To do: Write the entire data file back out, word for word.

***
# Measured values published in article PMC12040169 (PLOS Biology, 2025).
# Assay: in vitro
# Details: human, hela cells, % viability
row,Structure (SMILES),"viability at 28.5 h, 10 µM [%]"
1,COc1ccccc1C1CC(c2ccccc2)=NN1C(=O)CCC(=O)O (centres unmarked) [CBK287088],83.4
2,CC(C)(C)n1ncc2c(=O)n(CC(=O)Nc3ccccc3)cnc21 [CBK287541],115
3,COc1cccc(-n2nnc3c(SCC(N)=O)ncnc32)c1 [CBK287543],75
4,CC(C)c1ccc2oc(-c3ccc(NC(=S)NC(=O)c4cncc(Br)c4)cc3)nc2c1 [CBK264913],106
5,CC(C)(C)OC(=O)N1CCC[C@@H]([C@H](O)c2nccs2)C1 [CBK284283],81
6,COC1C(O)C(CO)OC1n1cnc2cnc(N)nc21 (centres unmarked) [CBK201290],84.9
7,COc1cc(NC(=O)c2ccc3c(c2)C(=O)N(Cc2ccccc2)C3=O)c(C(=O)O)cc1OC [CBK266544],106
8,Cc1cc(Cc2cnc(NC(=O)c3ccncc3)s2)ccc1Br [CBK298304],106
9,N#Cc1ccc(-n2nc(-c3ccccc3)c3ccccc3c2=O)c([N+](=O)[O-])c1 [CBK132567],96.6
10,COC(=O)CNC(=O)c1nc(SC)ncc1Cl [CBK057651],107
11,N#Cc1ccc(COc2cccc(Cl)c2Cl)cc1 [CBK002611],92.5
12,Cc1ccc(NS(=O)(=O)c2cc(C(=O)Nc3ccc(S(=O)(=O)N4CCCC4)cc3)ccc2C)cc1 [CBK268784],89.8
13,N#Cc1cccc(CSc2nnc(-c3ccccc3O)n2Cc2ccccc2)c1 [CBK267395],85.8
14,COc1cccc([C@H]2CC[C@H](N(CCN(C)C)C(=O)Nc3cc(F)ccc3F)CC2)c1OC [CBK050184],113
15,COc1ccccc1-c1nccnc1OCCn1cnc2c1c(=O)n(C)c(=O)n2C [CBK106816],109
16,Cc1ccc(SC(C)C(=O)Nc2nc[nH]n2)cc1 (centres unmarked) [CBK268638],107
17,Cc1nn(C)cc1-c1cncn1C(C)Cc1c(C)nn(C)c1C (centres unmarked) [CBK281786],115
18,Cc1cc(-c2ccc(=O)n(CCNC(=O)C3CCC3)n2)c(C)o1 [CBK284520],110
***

# Measured values published in article PMC12040169 (PLOS Biology, 2025).
# Assay: in vitro
# Details: human, hela cells, % viability
row,Structure (SMILES),"viability at 28.5 h, 10 µM [%]"
1,COc1ccccc1C1CC(c2ccccc2)=NN1C(=O)CCC(=O)O (centres unmarked) [CBK287088],83.4
2,CC(C)(C)n1ncc2c(=O)n(CC(=O)Nc3ccccc3)cnc21 [CBK287541],115
3,COc1cccc(-n2nnc3c(SCC(N)=O)ncnc32)c1 [CBK287543],75
4,CC(C)c1ccc2oc(-c3ccc(NC(=S)NC(=O)c4cncc(Br)c4)cc3)nc2c1 [CBK264913],106
5,CC(C)(C)OC(=O)N1CCC[C@@H]([C@H](O)c2nccs2)C1 [CBK284283],81
6,COC1C(O)C(CO)OC1n1cnc2cnc(N)nc21 (centres unmarked) [CBK201290],84.9
7,COc1cc(NC(=O)c2ccc3c(c2)C(=O)N(Cc2ccccc2)C3=O)c(C(=O)O)cc1OC [CBK266544],106
8,Cc1cc(Cc2cnc(NC(=O)c3ccncc3)s2)ccc1Br [CBK298304],106
9,N#Cc1ccc(-n2nc(-c3ccccc3)c3ccccc3c2=O)c([N+](=O)[O-])c1 [CBK132567],96.6
10,COC(=O)CNC(=O)c1nc(SC)ncc1Cl [CBK057651],107
11,N#Cc1ccc(COc2cccc(Cl)c2Cl)cc1 [CBK002611],92.5
12,Cc1ccc(NS(=O)(=O)c2cc(C(=O)Nc3ccc(S(=O)(=O)N4CCCC4)cc3)ccc2C)cc1 [CBK268784],89.8
13,N#Cc1cccc(CSc2nnc(-c3ccccc3O)n2Cc2ccccc2)c1 [CBK267395],85.8
14,COc1cccc([C@H]2CC[C@H](N(CCN(C)C)C(=O)Nc3cc(F)ccc3F)CC2)c1OC [CBK050184],113
15,COc1ccccc1-c1nccnc1OCCn1cnc2c1c(=O)n(C)c(=O)n2C [CBK106816],109
16,Cc1ccc(SC(C)C(=O)Nc2nc[nH]n2)cc1 (centres unmarked) [CBK268638],107
17,Cc1nn(C)cc1-c1cncn1C(C)Cc1c(C)nn(C)c1C (centres unmarked) [CBK281786],115
18,Cc1cc(-c2ccc(=O)n(CCNC(=O)C3CCC3)n2)c(C)o1 [CBK284520],110